Search results for: Comparative education
Page 2/3 22 items
Attitudes to Diversity: A Cross-Cultural Study of Education Students in Spain, England and the United States
This study investigates how notions of human diversity and difference are understood by education students in Spain, England and the United States. The authors developed the Beliefs and Attitudes Toward Difference Scale (BATD). This instrument was constructed using nine dimensions of diversity thought to have significant implications for education: culture/ethnic origin, language, socioeconomic status/social class, religion, gender, sexual orientation, political ideology, disability and giftedness/special talents. The data suggest that attitudes toward people who differ include etic (universal), emic (cultural), and individual properties.
Updated: Nov. 20, 2012
This study examined the perspectives of preK-12 teachers from five nations. These teachers share their attitudes regarding the concepts of culture and citizenship and the intersections of those concepts. The authors gathered data on the perspectives expressed in online discussions among 125 in-service teachers enrolled in master's degree programs in Brazil, Colombia, Ecuador, Paraguay, and the United States.
Updated: Jan. 10, 2012
Comparing Teachers’ Views on Morality and Moral Education, A Comparative Study in Turkey and the United States
The authors examined how K-8 teachers approach morality, moral education, and the moral development of children in Turkey and in the United States. It was found that Turkish and American teachers had different views on the definition of morality. Turkish teachers emphasized societal values and global values, which have implications for the sustainability of the Turkish nation-state. On the other hand, American teachers emphasized moral action and morality in context rather than global values.
Updated: Nov. 30, 2011
The current article sheds light onto teachers with dyslexia in Finnish and English further and higher educational settings.The purpose of this qualitative study was two-fold: first, to discover what teachers with dyslexia could tell us about the manifestation of dyslexia and the challenges they face in the practice of teaching, and second, to find out what these professionals feel about being a dyslexic teacher. Teachers' narratives revealed that they had accepted their difficulties but also discovered their own strengths to overcome them.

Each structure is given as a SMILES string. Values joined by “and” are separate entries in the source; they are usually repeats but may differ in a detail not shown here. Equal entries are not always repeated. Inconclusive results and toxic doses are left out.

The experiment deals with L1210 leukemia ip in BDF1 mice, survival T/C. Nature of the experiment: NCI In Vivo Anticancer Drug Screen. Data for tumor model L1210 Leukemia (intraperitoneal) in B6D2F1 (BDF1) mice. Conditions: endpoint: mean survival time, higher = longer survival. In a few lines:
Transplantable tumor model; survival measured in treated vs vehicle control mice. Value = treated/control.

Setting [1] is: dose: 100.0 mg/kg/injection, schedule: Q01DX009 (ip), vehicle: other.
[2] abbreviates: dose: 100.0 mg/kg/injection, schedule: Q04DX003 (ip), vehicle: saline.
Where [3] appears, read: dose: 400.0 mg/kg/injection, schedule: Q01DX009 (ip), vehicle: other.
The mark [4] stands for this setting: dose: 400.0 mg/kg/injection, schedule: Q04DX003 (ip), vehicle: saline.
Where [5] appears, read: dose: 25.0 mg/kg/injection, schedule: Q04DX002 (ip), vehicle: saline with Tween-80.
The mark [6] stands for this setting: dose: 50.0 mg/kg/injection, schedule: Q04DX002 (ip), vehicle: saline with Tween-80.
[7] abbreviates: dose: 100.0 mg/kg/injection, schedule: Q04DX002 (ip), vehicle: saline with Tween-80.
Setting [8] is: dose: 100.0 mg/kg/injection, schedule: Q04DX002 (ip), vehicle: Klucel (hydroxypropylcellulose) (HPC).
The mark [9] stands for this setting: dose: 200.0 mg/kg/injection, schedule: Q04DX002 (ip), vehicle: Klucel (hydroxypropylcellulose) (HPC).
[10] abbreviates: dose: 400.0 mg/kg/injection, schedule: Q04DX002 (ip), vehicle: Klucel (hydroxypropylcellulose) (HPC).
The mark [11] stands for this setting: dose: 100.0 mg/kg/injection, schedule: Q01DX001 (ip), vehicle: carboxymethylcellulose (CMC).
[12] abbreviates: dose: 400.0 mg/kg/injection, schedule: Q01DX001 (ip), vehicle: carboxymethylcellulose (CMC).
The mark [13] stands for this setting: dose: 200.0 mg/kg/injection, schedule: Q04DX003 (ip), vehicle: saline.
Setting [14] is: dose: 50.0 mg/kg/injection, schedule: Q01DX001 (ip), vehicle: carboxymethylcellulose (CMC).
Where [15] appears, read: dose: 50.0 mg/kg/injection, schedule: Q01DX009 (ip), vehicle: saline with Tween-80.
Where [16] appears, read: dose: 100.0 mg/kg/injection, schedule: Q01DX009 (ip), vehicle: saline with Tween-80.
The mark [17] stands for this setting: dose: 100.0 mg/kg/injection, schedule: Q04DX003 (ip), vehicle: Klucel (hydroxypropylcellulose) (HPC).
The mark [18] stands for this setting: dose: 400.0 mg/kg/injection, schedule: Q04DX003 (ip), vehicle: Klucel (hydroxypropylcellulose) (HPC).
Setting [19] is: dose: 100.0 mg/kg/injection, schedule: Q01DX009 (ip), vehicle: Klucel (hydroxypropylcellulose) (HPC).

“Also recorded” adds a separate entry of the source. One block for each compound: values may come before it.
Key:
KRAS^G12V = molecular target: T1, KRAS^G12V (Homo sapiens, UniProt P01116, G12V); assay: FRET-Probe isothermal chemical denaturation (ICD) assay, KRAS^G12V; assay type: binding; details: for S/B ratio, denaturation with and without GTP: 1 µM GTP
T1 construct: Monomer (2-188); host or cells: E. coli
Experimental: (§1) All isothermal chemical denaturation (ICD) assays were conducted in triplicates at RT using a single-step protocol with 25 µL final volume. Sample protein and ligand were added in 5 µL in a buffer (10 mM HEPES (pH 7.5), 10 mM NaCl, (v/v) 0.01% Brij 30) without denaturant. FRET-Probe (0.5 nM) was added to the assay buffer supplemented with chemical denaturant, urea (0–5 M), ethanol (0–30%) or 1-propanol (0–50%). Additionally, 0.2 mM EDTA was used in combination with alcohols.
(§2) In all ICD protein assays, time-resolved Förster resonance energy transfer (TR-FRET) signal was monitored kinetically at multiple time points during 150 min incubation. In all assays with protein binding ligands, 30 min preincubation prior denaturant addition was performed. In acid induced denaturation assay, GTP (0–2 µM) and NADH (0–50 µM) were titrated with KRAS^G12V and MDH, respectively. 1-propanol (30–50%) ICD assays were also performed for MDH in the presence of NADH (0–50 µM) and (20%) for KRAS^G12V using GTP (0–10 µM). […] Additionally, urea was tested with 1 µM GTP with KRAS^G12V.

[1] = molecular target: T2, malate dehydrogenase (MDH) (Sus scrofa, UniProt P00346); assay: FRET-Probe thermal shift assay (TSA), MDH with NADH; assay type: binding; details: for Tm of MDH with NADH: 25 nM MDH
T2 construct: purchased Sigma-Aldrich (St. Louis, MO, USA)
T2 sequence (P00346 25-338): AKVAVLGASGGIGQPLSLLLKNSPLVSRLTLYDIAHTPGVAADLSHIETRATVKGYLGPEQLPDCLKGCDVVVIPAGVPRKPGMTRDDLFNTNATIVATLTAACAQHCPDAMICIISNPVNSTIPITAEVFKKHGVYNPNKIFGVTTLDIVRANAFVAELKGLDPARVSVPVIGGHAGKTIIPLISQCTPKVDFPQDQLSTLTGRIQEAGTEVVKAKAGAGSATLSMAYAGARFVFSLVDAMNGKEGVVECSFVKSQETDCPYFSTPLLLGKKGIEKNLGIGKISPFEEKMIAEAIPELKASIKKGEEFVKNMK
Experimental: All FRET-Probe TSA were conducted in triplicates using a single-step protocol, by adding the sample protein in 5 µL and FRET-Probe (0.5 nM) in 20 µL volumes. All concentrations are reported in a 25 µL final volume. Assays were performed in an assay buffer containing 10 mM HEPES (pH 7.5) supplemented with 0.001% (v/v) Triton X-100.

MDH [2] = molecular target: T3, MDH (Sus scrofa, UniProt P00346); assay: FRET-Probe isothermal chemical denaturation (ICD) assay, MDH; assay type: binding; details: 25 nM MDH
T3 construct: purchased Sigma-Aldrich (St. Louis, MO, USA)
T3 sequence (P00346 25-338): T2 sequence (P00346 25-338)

Updated: Jun. 18, 2011
Is the Grass always Greener? The Effect of the PISA Results on Education Debates in Sweden and Germany
The current article describes the political debates that comparative international studies such as the Programme for International Student Assessment have given rise to in Germany and Sweden. As a result of the assessments, both countries have gone outside their borders in order to find new models and policy norms. The article analyzes whether or not the debate on educational policy in the two countries plays a role in policy borrowing.
Updated: Jan. 25, 2011
This review evaluates the role of language in explaining the relatively superior performance of Chinese and other East Asian students in cross-national studies of mathematics achievement. The review (a) provides equivocal findings about the extent to which number words in the Chinese language afford benefits for mathematics learning; and (b) indicates that cultural and contextual factors are gaining prominence in accounting for the superior performance of East Asian students in cross-national studies.
Updated: Nov. 02, 2010
This article has two primary aims. The first is to clarify the differing rationales for affirmative action that have emerged in five nations—France, India, South Africa, the United States and Brazil. The second is to make the case for the most compelling rationales, whether instrumentally or morally based. The author offers philosophical analysis of the justifications for affirmative action in each country and synthesizes federal and state legislation, court decisions, news media sources, and research-based scholarship.
Updated: Oct. 19, 2010
This study investigates the attitudes of a sample of English, Maltese and German teachers toward the training they received to teach media education. The study also explores the teachers’ attitudes about whether and how media education should be taught in schools. The sample was consisted of 132 teachers from England, Malta and Germany. The results show that the participants felt least confident teaching television production, radio production, and website design.
Updated: Jul. 27, 2010
This study profiles and compares international social contexts for teacher workplace informal learning from the teachers' perspectives. Set in elementary schools in the U.S. and Lithuania, the study illustrates how teachers make sense of and engage in professional learning within their historical, political and administrative contexts.
Updated: May. 25, 2010
This paper presents a brief analysis of teacher education in five European countries: Italy, Germany, England, Sweden and Finland. The responses given by each country are different. However, two tendencies emerge: on the one hand, the English model, which seeks to make a teacher a faithful executor with regard to centrally decided learning objectives; on the other, the Nordic model that conceives the teacher as a 'fully-fledged' professional. From the point of view of the sustainability and of the safeguard of the educative mission of the school, the Nordic model presents some advantages when compared to the English model.
Updated: Oct. 19, 2009